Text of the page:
Chapter 2 Prosecution

The Public Prosecutors Office consistsof the Supreme Public Prosecutors Office (headedbythe Prosecutor-General), eight High Public Prosecutors Offices (headed by a Superintending Prosecutor), 50 District Public Prosecutors Offices (headed by a Chief Prosecutor) with 203 branches, and 438 Local Public Prosecutors Offices. The different levels of publicprosecutors offices correspondto the respective level of thecourt.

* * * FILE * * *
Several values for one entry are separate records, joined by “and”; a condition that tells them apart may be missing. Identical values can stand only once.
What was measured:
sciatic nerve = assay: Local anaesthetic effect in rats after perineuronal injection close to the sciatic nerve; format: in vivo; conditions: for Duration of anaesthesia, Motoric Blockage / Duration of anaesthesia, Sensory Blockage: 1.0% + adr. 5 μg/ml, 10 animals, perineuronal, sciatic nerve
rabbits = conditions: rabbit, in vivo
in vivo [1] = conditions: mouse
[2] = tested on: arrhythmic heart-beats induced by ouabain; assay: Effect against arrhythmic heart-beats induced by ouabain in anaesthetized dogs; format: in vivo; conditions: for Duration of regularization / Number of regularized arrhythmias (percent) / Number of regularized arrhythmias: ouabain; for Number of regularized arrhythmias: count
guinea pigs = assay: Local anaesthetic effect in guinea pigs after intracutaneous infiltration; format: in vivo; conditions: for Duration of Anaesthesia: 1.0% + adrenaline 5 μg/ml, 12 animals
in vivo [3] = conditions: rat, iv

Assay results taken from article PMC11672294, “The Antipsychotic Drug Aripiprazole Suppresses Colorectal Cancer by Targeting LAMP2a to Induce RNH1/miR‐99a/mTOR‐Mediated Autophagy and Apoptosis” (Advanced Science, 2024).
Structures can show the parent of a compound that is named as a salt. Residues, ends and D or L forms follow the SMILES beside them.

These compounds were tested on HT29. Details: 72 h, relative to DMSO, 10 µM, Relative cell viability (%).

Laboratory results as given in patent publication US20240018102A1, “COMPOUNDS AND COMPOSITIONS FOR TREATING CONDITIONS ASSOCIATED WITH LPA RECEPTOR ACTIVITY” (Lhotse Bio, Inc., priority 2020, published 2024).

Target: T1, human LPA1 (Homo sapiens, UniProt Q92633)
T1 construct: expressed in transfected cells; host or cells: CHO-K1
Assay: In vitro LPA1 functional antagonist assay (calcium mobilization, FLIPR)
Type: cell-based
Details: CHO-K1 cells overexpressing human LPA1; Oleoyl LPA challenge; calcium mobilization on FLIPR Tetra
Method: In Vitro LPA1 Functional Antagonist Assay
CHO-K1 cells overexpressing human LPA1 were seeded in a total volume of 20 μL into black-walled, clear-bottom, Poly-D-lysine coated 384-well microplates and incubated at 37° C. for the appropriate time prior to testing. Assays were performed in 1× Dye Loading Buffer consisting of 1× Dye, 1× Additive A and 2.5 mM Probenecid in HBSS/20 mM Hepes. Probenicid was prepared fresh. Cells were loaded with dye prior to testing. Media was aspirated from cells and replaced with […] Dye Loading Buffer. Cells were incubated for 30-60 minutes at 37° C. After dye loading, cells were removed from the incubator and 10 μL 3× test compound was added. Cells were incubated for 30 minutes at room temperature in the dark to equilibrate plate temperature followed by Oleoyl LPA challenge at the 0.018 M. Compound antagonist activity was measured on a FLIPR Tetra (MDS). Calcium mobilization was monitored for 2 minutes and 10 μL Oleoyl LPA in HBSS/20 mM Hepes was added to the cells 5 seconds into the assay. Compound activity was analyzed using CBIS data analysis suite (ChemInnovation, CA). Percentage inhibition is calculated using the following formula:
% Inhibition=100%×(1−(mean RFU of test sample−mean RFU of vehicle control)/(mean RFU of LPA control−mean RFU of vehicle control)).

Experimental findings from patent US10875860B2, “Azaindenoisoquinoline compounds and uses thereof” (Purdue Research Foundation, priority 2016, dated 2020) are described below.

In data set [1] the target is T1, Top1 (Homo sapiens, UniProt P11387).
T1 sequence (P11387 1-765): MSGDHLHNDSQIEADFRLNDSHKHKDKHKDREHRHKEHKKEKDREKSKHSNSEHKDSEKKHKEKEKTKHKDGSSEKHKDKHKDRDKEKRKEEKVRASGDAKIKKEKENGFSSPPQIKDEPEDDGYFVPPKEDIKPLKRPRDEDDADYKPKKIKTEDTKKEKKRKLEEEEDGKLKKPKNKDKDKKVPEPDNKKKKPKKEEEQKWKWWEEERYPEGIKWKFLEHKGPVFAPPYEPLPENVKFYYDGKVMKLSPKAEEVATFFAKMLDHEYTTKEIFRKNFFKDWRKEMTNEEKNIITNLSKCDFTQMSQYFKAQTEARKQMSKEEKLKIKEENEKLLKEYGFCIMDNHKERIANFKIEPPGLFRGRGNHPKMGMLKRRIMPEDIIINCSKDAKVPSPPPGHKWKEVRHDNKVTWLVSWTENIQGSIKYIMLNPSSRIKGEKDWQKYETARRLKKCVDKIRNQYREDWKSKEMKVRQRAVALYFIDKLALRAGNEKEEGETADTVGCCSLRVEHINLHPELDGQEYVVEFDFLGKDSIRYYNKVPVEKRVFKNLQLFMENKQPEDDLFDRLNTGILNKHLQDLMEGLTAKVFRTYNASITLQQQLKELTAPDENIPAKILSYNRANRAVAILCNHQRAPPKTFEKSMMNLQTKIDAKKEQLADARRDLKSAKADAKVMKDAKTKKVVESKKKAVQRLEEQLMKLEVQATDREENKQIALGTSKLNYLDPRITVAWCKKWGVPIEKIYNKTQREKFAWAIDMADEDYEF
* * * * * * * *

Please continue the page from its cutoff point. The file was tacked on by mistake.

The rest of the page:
In Japan, basically, public prosecutors hold the exclusive power to institute prosecution (either to try in public or to request for summary procedure). Public prosecutors decide not to prosecute where [1] the precondition for prosecution (e.g. victim's complaint for certain offenses) is not satisfied, [2] the act does not constitute an offense (or the suspect is notpunishable duetoinsanity, etc.), or [3] theevidence is not sufficient to provethe offense. Public prosecutors may also decide not to prosecute the case with sufficient evidence to prove the offense if they deem it unnecessary to prosecute based on factors such as the suspect's character, age, environment, gravity of the offense and circumstances after the offense (suspension of prosecution).